I would love to hear from you! Please leave a comment below!
12 thoughts on “FDA Warning: Grain Free Foods for Dogs”
Hi – it is really hard to find a legume-free diet that is also not chock full with grains. We feed Nulo Salmon & Peas (first the puppy formula and recently the adult formula) to our 15.5 month-old 100-lb German Shepherd. We switched him off a chicken and rice formula when he was young due to some tummy issues and super energy spikes. I wouldn’t be opposed to reintroducing some non-gluten grains, but I don’t want to feed a kibble that is basically all grain! I was also looking into a kibble where legumes would be lower on the list and had come across Acana’s Regionals line. I had no idea such a top line was part of the scare! Not only would we be ill to discover that we’re harming our kiddo, but we plan to neuter him later this year and I’m worried that he might have trouble with the sedation if the kibble is causing other problems. Any thoughts / suggestions? (We are local here in Boulder County.) Thanks!
Thank you so much for your comment! To make kibble crunchy, there needs to be some form of carbohydrate. Usually this is potato, pea or beans. The current hypothesis is that legumes are causing a change in the digestibility of the kibble. There is absolutely no evidence to prove this. There may be something else at play combined with genetic predisposition. There is a FB group you can join that has a spreadsheet of cases of DCM along with the food being fed. I hope that helps!
We have two American English Coonhounds, littermates, three years old. They’re 100 pounds each & extremely healthy. We’ve been feeding them primarily grain free kibble & wet food since they were just over a year old. They also eat salt & spice free veggies mixed into their meals. I’ll be following this issue from now on, but I strongly feel our dogs are much healthier being raised without corn, wheat or soy.
My input is about grain free foods, but for cats. After losing cats to diabetes, liver disease kidney disease we started researching food for cats. Cats are carnivores and they cannot assimilate carbs. This is what causes the above rampet disease among cats. Most cat food have carb fillers. ALL dry food is mostly carbs. What I read in my research, is they become addicted to carbs just like humans, who like McDonalds over veggies, it tastes good! Which is why it is hard once you have fed them dry foods and carb filled food to turn them to healthier foods. We have fed our kitties pate (no carb filler), or only grain free wet food with out carb fillers. You either pay more for food now OR you pay later trying to keep them alive.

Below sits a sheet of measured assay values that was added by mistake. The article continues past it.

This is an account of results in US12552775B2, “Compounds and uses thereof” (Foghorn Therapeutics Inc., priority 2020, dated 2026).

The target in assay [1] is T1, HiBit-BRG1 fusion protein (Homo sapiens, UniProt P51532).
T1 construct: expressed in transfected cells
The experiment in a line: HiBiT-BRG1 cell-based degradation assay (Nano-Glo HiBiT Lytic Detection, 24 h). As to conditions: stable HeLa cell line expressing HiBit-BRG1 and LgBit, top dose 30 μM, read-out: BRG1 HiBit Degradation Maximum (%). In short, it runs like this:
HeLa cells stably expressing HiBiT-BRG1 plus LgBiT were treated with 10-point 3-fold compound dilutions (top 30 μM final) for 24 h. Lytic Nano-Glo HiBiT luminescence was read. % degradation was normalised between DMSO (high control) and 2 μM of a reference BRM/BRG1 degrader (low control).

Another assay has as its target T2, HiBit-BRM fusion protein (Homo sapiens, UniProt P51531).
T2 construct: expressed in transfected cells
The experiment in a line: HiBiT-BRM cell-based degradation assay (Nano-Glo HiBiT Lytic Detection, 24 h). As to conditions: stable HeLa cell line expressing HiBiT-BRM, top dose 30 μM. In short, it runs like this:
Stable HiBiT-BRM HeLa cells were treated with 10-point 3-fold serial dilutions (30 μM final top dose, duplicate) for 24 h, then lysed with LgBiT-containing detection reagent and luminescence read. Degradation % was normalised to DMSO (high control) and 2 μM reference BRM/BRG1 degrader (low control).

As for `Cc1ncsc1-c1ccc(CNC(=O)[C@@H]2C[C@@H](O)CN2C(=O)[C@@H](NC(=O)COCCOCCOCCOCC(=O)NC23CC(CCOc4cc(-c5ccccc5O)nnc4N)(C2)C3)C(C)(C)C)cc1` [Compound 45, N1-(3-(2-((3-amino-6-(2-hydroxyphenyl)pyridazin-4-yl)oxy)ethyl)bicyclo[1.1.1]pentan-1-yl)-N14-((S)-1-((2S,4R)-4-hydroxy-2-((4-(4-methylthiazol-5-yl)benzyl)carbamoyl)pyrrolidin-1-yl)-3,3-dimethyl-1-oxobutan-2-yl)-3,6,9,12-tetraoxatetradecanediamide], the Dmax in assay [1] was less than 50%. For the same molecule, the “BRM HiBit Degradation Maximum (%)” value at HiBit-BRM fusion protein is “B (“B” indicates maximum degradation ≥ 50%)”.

We agree with you 100%!!
I feed Nulo Brand Lamb with chickpeas mainly because it has zinc in it and I have arctic breeds that tend to have a zinc deficiency. The ingredients are: Lamb, Turkey Meal, Salmon Meal, Yellow Peas, Chickpeas, Sweet Potato, Chicken Fat (preserved with Mixed Tocopherols & Citric Acid), Lamb Meal, Pea Fiber, Natural Flavor, Yeast Culture, Potassium Chloride, Dried Chicory Root, Dried Blueberries, Dried Apples, Dried Tomatoes, Dried Carrots, Calcium Carbonate, Salt, Zinc Proteinate, Vitamin E Supplement, L-Ascorbyl-2-Polyphosphate (source of Vitamin C), Iron Proteinate, Niacin, Copper Proteinate, Choline Chloride, Thiamine Mononitrate (source of Vitamin B1), Calcium Pantothenate, Vitamin A Supplement, Manganous Oxide, Pyridoxine Hydrochloride (source of Vitamin B6), Sodium Selenite, Riboflavin, Vitamin D3 Supplement, Biotin, Dried Bacillus coagulans Fermentation Product, Vitamin B12 Supplement, Calcium Iodate, Folic Acid, Rosemary Extract.
(ME calculated) 3,608 kcal/kg, 426 kcal/cup
FreeStyle Adult Lamb & Chickpeas Recipe is formulated to meet the nutritional levels established by the AAFCO Dog Food Nutrient Profiles for all life stages.
Is there anything you think would be bad for them in this food? Interested in your opinion.
Right now, it is too early to say, but there may be a connection with legumes and taurine absorption (as of right now, we don’t know this for sure). One option is to find a food without chickpeas.
I hope this helps!
Thank you so much. I will do that.
Does a CBC include taurine levels or is that a separate test?
Good question! A CBC would not include Taurine. Your veterinarian would likely need to do a specific Taurine test, if that was something that you were interested in.
Hope that helps!
my 4 year old pit mix was diagnosed with lymphoma in oct last year, he went thru the 6 months of chemo to only have it start to come back after 4 months of ending the treatment. of course the vet is recommending the treatment again. I’m confused to what to do. this dog is such a part of me, i’m heartbroken and want to do what is best
I am so so sorry to hear about your sweet pup’s lymphoma diagnosis.
Have you read Dr. Angie’s blog discussing what to do when your pet is diagnosed with cancer? In this article, she discusses diet and supplements that she would recommend. She also gives other practitioner referrals who have online content available.
Here is the link: https://boulderholisticvet.com/pet-gets-cancer/
CBD can also be a helpful addition. It can be helpful for some of the side effects that your boy may experience (such as increasing appetite, decreasing discomfort and increasing a sense of overall wellbeing).
Big, big hugs to you and your pup!